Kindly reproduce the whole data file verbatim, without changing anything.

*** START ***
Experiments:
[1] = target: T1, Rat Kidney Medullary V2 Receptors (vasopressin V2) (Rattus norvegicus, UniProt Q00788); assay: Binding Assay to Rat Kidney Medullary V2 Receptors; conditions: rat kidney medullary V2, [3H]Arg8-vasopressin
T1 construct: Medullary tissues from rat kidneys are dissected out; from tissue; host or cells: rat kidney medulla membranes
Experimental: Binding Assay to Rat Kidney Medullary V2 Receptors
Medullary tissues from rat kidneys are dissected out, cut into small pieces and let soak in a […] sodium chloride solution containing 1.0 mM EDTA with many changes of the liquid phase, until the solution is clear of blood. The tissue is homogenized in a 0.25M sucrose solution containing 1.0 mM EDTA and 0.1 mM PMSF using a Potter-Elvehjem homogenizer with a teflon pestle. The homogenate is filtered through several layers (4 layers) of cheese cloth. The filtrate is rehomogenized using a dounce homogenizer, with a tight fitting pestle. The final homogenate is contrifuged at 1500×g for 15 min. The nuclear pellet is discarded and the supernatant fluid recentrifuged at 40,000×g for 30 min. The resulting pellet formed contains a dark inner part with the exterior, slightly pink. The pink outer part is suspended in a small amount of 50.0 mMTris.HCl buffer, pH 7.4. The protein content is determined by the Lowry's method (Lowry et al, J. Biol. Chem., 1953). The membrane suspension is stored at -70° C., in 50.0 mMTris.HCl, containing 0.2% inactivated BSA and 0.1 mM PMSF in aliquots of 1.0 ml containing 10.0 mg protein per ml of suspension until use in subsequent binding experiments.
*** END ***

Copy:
Experiments:
[1] = target: T1, Rat Kidney Medullary V2 Receptors (vasopressin V2) (Rattus norvegicus, UniProt Q00788); assay: Binding Assay to Rat Kidney Medullary V2 Receptors; conditions: rat kidney medullary V2, [3H]Arg8-vasopressin
T1 construct: Medullary tissues from rat kidneys are dissected out; from tissue; host or cells: rat kidney medulla membranes
Experimental: Binding Assay to Rat Kidney Medullary V2 Receptors
Medullary tissues from rat kidneys are dissected out, cut into small pieces and let soak in a […] sodium chloride solution containing 1.0 mM EDTA with many changes of the liquid phase, until the solution is clear of blood. The tissue is homogenized in a 0.25M sucrose solution containing 1.0 mM EDTA and 0.1 mM PMSF using a Potter-Elvehjem homogenizer with a teflon pestle. The homogenate is filtered through several layers (4 layers) of cheese cloth. The filtrate is rehomogenized using a dounce homogenizer, with a tight fitting pestle. The final homogenate is contrifuged at 1500×g for 15 min. The nuclear pellet is discarded and the supernatant fluid recentrifuged at 40,000×g for 30 min. The resulting pellet formed contains a dark inner part with the exterior, slightly pink. The pink outer part is suspended in a small amount of 50.0 mMTris.HCl buffer, pH 7.4. The protein content is determined by the Lowry's method (Lowry et al, J. Biol. Chem., 1953). The membrane suspension is stored at -70° C., in 50.0 mMTris.HCl, containing 0.2% inactivated BSA and 0.1 mM PMSF in aliquots of 1.0 ml containing 10.0 mg protein per ml of suspension until use in subsequent binding experiments.